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Heirlooms Abloom.

What Are Heirloom Plants?

You’ve probably heard of a family heirloom before, but what about an heirloom plant? No, an heirloom plant is not an old plant that’s been passed down from your dear old grandma, but as silly as it sounds, that's not too far off the mark.

Heirloom species are plants that are ‘old’ in the sense that the seeds have been collected and passed down with little or no deliberate variation from the original, ‘old world’ plant.

Most fruit and vegetables you buy at supermarkets come from modern plant stock that has been selectively bred and manipulated to have desirable traits. These can be features like higher yields, attractive fruits, or resistance to certain pests and environmental conditions. Heirloom species are the exact opposite of this in that they are closer to the same plants your great-grandparents ate, with only minor changes coming through normal genetic variation. Heirloom plants are essentially the descendants of old varieties that were grown for food or crop without any modern techniques. It's generally accepted that for a plant to be considered an heirloom it must come from a plant that was introduced before the 1950s. Because of this, some heirloom seeds can be quite rare and even valuable.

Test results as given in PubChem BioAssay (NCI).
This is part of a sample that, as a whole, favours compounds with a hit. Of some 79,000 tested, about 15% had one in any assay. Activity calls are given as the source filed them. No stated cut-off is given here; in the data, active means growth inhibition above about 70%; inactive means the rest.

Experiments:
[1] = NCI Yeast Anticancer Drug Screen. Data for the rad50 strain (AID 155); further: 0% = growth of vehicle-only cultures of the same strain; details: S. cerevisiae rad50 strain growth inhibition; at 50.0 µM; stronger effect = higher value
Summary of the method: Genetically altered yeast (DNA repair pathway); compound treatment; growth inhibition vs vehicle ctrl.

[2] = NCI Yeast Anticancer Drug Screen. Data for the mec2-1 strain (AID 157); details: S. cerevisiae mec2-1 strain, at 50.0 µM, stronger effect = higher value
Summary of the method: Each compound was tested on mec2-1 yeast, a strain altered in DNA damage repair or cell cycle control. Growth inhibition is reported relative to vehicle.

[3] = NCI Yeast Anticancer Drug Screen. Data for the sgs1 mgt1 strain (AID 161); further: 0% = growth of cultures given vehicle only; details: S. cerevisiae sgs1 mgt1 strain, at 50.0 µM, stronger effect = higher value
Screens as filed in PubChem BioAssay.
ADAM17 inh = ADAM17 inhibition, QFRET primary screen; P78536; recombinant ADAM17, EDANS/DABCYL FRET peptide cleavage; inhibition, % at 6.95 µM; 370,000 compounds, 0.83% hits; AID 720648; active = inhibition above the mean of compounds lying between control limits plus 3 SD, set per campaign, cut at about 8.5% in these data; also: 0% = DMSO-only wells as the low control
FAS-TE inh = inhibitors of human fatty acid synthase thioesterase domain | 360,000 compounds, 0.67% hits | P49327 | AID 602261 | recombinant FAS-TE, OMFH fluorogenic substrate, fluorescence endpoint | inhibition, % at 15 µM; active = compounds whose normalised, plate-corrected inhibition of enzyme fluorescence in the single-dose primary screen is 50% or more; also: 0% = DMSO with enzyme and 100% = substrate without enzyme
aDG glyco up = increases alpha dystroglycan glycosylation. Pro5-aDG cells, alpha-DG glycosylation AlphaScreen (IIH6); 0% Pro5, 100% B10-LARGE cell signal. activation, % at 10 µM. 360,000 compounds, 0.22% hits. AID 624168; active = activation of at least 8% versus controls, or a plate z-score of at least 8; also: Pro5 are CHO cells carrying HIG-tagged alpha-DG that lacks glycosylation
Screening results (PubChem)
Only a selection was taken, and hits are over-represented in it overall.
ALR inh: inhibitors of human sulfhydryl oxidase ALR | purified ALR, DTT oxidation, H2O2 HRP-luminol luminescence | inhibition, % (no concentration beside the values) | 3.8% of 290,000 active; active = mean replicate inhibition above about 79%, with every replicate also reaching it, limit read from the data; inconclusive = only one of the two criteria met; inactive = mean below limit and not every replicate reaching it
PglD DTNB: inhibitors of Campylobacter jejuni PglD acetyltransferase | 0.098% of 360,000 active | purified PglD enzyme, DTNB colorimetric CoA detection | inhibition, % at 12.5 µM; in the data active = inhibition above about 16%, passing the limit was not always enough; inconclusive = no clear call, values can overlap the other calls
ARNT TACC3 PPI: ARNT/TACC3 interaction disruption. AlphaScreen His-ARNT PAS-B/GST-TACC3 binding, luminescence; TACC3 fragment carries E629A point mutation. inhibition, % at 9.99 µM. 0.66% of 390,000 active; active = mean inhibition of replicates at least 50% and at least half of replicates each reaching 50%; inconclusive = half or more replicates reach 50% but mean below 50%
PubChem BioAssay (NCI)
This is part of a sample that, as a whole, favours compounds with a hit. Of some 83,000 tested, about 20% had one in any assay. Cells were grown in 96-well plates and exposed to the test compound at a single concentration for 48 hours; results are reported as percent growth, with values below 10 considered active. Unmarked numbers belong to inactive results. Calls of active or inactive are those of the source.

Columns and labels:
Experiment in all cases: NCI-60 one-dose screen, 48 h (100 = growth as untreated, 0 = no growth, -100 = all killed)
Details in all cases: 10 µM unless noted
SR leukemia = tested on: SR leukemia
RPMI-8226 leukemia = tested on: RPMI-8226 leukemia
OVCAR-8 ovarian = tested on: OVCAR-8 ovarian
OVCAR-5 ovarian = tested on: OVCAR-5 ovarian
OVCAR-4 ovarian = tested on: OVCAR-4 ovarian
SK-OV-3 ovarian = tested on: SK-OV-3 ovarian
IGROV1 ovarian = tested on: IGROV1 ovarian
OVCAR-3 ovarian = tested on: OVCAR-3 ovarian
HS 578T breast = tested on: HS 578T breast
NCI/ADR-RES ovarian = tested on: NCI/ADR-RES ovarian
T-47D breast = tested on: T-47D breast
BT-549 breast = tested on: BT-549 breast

Heirlooms Aplenty!

Because heirloom species haven’t changed much since they were introduced, the plant you’re getting is a truer indication of the original species. Modern plants sometimes sacrifice flavour and nutrients for higher yields or tougher plants, whereas heirlooms were bred and grown purely for flavour and nutrients, so they’re often a much tastier and more nutritious food crop. Because farmers and gardeners of the past didn’t have modern technology at hand, the only way they could get better crops over the years was to save and sow the seeds from only the best plant, which naturally improved the quality of the harvest over time...

No Room For Heirlooms.

What are some reasons why you wouldn’t want to grow heirlooms?

There’s a reason modern farming and gardening businesses have dedicated so much time and money to produce new species. Modern plants are tougher and more resistant to disease and adverse weather, and they often produce much higher yields per square meter of garden.

Heirloom species may produce objectively better quality crops, but they’re usually more susceptible to pests and disease, and can sometimes struggle if conditions aren't perfect for them.

For gardeners looking for rare, challenging plants with high rewards, heirloom species are a brilliant option. But for those who want the easier route, they might be best avoided

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